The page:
Half of the residents think this is perfectly OK. Frankly they’re a rather timid & pathetic lot and they believe Mr Pluncker and his friends who warn them that if they were to leave the association it would be A LEAP IN THE DARK.  They’d be ostracised by their neighbours & wouldn’t know what to do or how to run their households. 

In fact, after so many years of being told what to do, they’ve lost all confidence that they could ever run their households again. 

So they just go along with everything without complaining. 

Besides, the poor ones have little choice.  The association now holds their purse strings.

When any neighbours suggest they might all be better off leaving the association, they get called “racist anti-European xenophobes” meaning they must have a morbid fear & loathing of their neighbours in wanting to leave. 

The motto of the new democratic residents association is ‘Pay & Obey’.

And no, they didn’t all live happily ever after……..

And neither will we if end up voting to stay in this dysfunctional and undemocratic organisation!


Creating A Travel Guide With WikiPedia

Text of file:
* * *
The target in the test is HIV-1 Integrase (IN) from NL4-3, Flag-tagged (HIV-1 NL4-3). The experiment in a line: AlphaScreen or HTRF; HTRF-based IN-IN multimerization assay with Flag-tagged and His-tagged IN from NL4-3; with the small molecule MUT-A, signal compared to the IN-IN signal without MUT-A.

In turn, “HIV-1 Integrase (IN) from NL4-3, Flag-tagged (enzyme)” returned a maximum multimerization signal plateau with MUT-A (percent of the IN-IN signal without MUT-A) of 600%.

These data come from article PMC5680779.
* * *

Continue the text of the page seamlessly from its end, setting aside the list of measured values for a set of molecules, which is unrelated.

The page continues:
An original version of  this post was published in January 2013, but I thought it was worth updating and re-posting, having just created a travel guide for our forthcoming cruise from Miami to San Francisco, via the Panama Canal.

A much-overlooked but useful feature of Wikipedia is the “Create A BooK” tool. This enables you to source useful reference information from Wikipedia’s pages into your own personalised book, that you can either download for a free as a PDF or in open document format.

Alternatively for a small charge, you can have it professionally typeset and bound. Why would you want to do this you may ask? Well, for me it was the desire to have my own personalised reference guide for the places I am visiting on my trip (cruise) from Miami, via the Panama Canal, Central America, and finishing in San Francisco.